Annan: UN Security Council must Spell out its Demands of Iraq
The UN Security Council must spell out its remaining demands of Iraq for a lifting of the decade-old embargo, UN Secretary General Kofi Annan said in an interview published on Monday.
"I hope we will be able to tell Iraq at the next round of talks precisely what remains for it to do and what gaps remain" in its disarmament, Annan was quoted by AFP as telling the the Arabic-language newspaper Al-Hayat.
"Iraq must know what it has already done and what remains for it to achieve in the eyes of the Security Council so that the sanctions can be suspended or lifted," the UN chief said.
"We can go forward if we handle the question from this perspective," said Annan, who renewed dialogue with Iraq at the end of February after a break of two years and is to host a new round of talks in New York in mid-April or early May.
Iraq insists on a lifting of sanctions arguing that it has already disarmed in line with UN resolutions.
Annan said that contact was also inevitable between arch-foes Iraq and the United States, which takes a hard line against lifting the UN sanctions in force since Baghdad's 1990 invasion of Kuwait, according to the agency.
"I am sure that sooner or later there will be a dialogue between them," he said. "I am speaking of Iraq and not of a specific (Iraqi) government. Iraq will remain and there will sooner or later be a dialogue between Baghdad and Washington."
On the US- and British-imposed exclusion zones over northern and southern Iraq, Annan distanced himself from the line taken by London and Washington, the agency said.
"I have found nothing in the Security Council resolutions which authorizes in any manner the establishment of the two exclusion zones," Annan said, without condemning the deadly US and British air strikes around Baghdad on February 16.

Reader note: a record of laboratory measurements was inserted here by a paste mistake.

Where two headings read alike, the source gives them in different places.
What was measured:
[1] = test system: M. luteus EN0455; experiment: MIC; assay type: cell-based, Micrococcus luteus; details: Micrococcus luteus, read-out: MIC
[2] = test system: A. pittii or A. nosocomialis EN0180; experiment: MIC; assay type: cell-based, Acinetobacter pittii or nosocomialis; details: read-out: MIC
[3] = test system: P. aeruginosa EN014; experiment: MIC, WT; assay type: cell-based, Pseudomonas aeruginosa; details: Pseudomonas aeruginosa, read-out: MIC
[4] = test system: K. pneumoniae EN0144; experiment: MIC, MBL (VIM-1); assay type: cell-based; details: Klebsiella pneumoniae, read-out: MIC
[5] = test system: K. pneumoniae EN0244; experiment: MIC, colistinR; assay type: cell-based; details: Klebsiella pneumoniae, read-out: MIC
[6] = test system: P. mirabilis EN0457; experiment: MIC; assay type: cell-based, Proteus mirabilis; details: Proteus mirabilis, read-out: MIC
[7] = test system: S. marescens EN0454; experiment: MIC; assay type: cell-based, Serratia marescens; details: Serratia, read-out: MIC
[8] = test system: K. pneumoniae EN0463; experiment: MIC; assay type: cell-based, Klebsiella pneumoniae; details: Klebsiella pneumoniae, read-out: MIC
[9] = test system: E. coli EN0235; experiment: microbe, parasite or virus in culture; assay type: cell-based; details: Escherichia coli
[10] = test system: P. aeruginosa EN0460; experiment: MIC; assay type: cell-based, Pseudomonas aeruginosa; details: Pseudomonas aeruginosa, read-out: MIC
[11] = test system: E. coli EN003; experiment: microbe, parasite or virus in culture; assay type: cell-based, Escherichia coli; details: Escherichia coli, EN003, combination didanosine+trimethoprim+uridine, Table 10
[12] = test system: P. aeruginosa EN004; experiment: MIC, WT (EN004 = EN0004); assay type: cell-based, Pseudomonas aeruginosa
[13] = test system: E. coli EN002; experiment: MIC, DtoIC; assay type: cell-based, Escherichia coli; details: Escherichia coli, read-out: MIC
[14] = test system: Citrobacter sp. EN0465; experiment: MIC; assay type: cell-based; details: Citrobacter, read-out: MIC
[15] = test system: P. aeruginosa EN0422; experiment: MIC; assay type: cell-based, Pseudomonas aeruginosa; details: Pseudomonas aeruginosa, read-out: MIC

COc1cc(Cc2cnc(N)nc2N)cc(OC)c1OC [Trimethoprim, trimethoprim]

"As UN secretary general I assume my task as I deem fit, and I don't think that it is up to others to tell me when something must be condemned and when not to do so," he told the London-based daily, responding to Iraqi criticism of his silence.
Meanwhile, head of the group of weapons inspectors dealing with Iraq has reported that despite a lack of cooperation from Baghdad, work is going forward in preparation for future field operations in the country, according to the UN's online news service.
In a report forwarded to the Security Council on Satuday, Hans Blix, the Executive Chairman of the UN Monitoring, Verification and Inspection Commission (UNMOVIC), said that "much preparatory work" continues to be done despite Iraq's refusal to accept Security Council resolution 1284 (1999), which established the Commission in 1999.
Since Blix's last report to the Council in December 2000, UNMOVIC has completed the third month-long training course for its staff.
"With the completion of the third training course, UNMOVIC will have a roster of more than 120 persons trained for work in Iraq," Blix wrote in his report.
The report also noted that during the recent meeting of UNMOVIC's College of Commissioners in Vienna, the college was presented with a draft of the UNMOVIC handbook which provides, among other things, guidance for the conduct of inspections in Iraq - Albawaba.com
© 2001 Al Bawaba (www.albawaba.com)
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